50 Years Ago Today
On July 21, 1969 Neil Armtrong was the first human to step foot on the surface of the moon. He was followed shortly after by Buzz Aldrin. Both men spent over two hours exploring the surface of the moon.
The men began their journey to the moon on July 16, 1969 along with Michael Collins when they departed Earth in route to the moon.
The mission was dubbed Apollo 11 by NASA and the craft that carried the men on their 5 day journey to the moon was an Apollo Spacecraft which consisted of a command module, the service module and the lunar module.
The command module was equipped with a cabin that could hold all three men. It is the only part of the Appollo 11 spacecraft that made the entire round trip and brought the men safely back home.
The service module provided electrical power, oxygen, water and means of propulsion to the command module.
The lunar module was designed only to land on the moon and return the astronauts to the command module.
The entire craft was lifted off the pad at Kennedy Space Center in Florida by a Saturn Five Rocket.
Neil Armstrong commanded the mission. Buzz Aldrin piloted the lunar module and Michael Collins flew the command module “Columbia” throughout the mission and maintained orbit around the moon while Armstrong and Aldrin were on the moon’s surface.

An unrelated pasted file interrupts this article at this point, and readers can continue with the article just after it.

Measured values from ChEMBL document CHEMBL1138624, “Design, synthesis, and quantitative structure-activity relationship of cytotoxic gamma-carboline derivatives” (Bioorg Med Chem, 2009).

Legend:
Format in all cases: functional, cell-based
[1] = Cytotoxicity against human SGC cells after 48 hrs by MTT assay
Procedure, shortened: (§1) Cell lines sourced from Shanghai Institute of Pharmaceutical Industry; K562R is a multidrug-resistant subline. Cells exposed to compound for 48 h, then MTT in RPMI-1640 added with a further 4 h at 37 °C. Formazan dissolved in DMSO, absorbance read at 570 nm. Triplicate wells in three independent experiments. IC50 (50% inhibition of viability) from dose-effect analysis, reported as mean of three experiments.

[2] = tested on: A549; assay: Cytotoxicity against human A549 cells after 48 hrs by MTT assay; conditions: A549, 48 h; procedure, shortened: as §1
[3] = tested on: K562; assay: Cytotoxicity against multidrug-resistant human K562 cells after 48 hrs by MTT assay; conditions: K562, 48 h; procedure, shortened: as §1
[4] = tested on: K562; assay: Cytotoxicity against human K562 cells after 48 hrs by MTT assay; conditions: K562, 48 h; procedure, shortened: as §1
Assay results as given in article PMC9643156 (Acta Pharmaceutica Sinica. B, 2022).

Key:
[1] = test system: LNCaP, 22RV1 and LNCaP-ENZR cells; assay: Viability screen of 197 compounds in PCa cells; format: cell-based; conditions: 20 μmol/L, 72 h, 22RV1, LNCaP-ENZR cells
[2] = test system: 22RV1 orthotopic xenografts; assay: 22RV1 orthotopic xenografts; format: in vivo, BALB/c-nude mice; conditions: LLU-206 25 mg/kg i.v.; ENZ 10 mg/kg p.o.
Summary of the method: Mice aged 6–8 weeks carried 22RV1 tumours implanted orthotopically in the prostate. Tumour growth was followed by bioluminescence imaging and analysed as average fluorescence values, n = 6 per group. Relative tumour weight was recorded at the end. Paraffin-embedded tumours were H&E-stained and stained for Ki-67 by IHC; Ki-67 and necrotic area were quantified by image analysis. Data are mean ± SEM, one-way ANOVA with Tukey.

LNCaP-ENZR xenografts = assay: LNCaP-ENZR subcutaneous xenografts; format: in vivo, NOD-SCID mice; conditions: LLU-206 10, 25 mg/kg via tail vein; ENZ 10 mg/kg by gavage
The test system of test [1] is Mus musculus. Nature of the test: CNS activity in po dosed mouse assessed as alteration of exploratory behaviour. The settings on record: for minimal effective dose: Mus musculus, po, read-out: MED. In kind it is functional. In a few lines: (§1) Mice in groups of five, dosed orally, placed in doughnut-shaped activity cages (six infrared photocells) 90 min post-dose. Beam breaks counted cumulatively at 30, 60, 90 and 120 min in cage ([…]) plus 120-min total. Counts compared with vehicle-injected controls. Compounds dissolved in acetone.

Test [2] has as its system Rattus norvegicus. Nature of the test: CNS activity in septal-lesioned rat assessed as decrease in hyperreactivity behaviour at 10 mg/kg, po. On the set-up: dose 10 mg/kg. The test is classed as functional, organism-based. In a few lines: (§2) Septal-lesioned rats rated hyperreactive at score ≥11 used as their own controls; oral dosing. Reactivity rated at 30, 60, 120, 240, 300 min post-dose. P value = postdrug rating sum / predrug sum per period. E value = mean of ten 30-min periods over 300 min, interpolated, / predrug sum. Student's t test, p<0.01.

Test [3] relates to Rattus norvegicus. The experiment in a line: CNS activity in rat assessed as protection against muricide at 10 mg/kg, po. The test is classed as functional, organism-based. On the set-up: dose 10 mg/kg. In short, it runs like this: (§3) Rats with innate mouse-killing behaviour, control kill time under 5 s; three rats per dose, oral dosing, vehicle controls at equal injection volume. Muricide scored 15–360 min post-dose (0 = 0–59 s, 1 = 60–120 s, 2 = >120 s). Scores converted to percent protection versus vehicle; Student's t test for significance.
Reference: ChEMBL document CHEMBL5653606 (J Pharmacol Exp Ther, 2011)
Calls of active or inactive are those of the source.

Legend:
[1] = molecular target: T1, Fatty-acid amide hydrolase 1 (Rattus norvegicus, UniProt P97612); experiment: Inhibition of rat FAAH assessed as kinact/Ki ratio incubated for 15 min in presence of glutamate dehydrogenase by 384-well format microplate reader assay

On July 21 at 02:56:15 UTC Neil Armstrong stepped out of the Lunar Module and became the first person to walk on the moon. Buzz Aldrin stepped out almost 20 minutes later.
As Neil Armstrong stepped out and began his walk he described the surface of the moon as feeling like powder. With low gravity Armstrong’s steps were more like bunny hops.
Armstrong quoted the famous words “One small step for man, one giant leap for mankind.”
The lunar landing from the time Armstrong and Aldrin left the Command module and returned lasted 21 hours and 31 minutes. Collins kept the Command Module in orbit around the moon while the two men were away.
The site where the men landed was named Tranquility Base and a U.S. Flag was left behind to mark the momentous occasion.
The three men returned to earth on July 24, 1969.